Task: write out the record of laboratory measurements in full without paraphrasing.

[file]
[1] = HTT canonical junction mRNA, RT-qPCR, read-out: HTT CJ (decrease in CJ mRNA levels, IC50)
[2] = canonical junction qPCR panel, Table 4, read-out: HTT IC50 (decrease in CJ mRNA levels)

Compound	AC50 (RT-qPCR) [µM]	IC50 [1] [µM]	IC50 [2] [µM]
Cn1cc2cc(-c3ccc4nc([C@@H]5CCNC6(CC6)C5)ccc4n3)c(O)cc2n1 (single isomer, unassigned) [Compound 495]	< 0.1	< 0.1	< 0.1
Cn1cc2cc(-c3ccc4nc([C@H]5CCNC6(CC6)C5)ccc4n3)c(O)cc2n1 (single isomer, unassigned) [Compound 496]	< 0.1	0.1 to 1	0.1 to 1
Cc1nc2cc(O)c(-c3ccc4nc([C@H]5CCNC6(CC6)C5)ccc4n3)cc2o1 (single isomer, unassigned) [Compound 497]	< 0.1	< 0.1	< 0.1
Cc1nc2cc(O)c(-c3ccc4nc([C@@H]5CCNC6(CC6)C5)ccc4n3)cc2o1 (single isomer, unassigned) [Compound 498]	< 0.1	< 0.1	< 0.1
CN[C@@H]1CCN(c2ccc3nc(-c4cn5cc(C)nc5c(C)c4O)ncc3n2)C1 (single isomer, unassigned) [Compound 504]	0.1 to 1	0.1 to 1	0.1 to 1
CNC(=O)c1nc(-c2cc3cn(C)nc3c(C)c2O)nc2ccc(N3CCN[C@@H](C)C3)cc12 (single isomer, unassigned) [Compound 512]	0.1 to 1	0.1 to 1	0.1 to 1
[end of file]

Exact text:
[1] = HTT canonical junction mRNA, RT-qPCR, read-out: HTT CJ (decrease in CJ mRNA levels, IC50)
[2] = canonical junction qPCR panel, Table 4, read-out: HTT IC50 (decrease in CJ mRNA levels)

Compound	AC50 (RT-qPCR) [µM]	IC50 [1] [µM]	IC50 [2] [µM]
Cn1cc2cc(-c3ccc4nc([C@@H]5CCNC6(CC6)C5)ccc4n3)c(O)cc2n1 (single isomer, unassigned) [Compound 495]	< 0.1	< 0.1	< 0.1
Cn1cc2cc(-c3ccc4nc([C@H]5CCNC6(CC6)C5)ccc4n3)c(O)cc2n1 (single isomer, unassigned) [Compound 496]	< 0.1	0.1 to 1	0.1 to 1
Cc1nc2cc(O)c(-c3ccc4nc([C@H]5CCNC6(CC6)C5)ccc4n3)cc2o1 (single isomer, unassigned) [Compound 497]	< 0.1	< 0.1	< 0.1
Cc1nc2cc(O)c(-c3ccc4nc([C@@H]5CCNC6(CC6)C5)ccc4n3)cc2o1 (single isomer, unassigned) [Compound 498]	< 0.1	< 0.1	< 0.1
CN[C@@H]1CCN(c2ccc3nc(-c4cn5cc(C)nc5c(C)c4O)ncc3n2)C1 (single isomer, unassigned) [Compound 504]	0.1 to 1	0.1 to 1	0.1 to 1
CNC(=O)c1nc(-c2cc3cn(C)nc3c(C)c2O)nc2ccc(N3CCN[C@@H](C)C3)cc12 (single isomer, unassigned) [Compound 512]	0.1 to 1	0.1 to 1	0.1 to 1